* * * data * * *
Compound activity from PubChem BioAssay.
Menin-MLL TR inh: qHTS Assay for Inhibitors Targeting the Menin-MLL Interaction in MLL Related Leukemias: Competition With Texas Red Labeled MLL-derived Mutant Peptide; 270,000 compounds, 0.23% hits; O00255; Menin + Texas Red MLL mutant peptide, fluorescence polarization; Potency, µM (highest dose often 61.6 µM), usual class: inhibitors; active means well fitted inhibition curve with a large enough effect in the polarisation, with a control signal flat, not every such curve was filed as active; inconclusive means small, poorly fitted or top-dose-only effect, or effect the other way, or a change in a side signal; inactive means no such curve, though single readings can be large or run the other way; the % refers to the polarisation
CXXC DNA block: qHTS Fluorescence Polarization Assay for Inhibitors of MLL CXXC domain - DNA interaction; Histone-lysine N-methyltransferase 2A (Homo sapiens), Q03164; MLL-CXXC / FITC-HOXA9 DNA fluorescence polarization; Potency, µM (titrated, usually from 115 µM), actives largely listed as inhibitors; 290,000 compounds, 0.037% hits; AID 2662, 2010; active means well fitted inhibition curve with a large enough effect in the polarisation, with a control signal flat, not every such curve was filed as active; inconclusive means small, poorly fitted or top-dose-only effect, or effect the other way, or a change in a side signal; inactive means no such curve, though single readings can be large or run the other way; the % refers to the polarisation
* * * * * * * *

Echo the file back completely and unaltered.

Compound activity from PubChem BioAssay.
Menin-MLL TR inh: qHTS Assay for Inhibitors Targeting the Menin-MLL Interaction in MLL Related Leukemias: Competition With Texas Red Labeled MLL-derived Mutant Peptide; 270,000 compounds, 0.23% hits; O00255; Menin + Texas Red MLL mutant peptide, fluorescence polarization; Potency, µM (highest dose often 61.6 µM), usual class: inhibitors; active means well fitted inhibition curve with a large enough effect in the polarisation, with a control signal flat, not every such curve was filed as active; inconclusive means small, poorly fitted or top-dose-only effect, or effect the other way, or a change in a side signal; inactive means no such curve, though single readings can be large or run the other way; the % refers to the polarisation
CXXC DNA block: qHTS Fluorescence Polarization Assay for Inhibitors of MLL CXXC domain - DNA interaction; Histone-lysine N-methyltransferase 2A (Homo sapiens), Q03164; MLL-CXXC / FITC-HOXA9 DNA fluorescence polarization; Potency, µM (titrated, usually from 115 µM), actives largely listed as inhibitors; 290,000 compounds, 0.037% hits; AID 2662, 2010; active means well fitted inhibition curve with a large enough effect in the polarisation, with a control signal flat, not every such curve was filed as active; inconclusive means small, poorly fitted or top-dose-only effect, or effect the other way, or a change in a side signal; inactive means no such curve, though single readings can be large or run the other way; the % refers to the polarisation